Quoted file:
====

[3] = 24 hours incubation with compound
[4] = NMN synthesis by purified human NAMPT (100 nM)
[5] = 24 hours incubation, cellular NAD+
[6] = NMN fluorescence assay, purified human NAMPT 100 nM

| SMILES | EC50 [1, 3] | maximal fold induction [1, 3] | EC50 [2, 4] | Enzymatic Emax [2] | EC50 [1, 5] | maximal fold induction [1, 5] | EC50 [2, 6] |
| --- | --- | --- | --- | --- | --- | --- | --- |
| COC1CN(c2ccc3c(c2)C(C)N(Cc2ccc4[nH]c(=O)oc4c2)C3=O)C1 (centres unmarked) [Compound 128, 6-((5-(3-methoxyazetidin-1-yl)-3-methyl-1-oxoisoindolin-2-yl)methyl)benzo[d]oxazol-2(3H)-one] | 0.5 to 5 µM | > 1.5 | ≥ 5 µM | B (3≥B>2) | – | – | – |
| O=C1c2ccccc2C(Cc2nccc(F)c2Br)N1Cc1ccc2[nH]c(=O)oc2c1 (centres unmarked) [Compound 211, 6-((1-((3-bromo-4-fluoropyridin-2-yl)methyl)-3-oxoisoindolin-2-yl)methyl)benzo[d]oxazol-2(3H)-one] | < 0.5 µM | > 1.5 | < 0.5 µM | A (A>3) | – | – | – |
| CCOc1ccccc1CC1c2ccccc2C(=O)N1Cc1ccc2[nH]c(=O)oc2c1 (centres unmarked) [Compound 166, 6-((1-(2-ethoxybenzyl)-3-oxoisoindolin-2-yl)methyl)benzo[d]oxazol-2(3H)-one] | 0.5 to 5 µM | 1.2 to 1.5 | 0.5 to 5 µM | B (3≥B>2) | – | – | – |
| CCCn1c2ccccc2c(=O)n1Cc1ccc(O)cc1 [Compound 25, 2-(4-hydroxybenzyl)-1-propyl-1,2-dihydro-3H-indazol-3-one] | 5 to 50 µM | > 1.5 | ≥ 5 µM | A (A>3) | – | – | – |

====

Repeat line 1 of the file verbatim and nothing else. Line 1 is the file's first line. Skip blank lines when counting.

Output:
[3] = 24 hours incubation with compound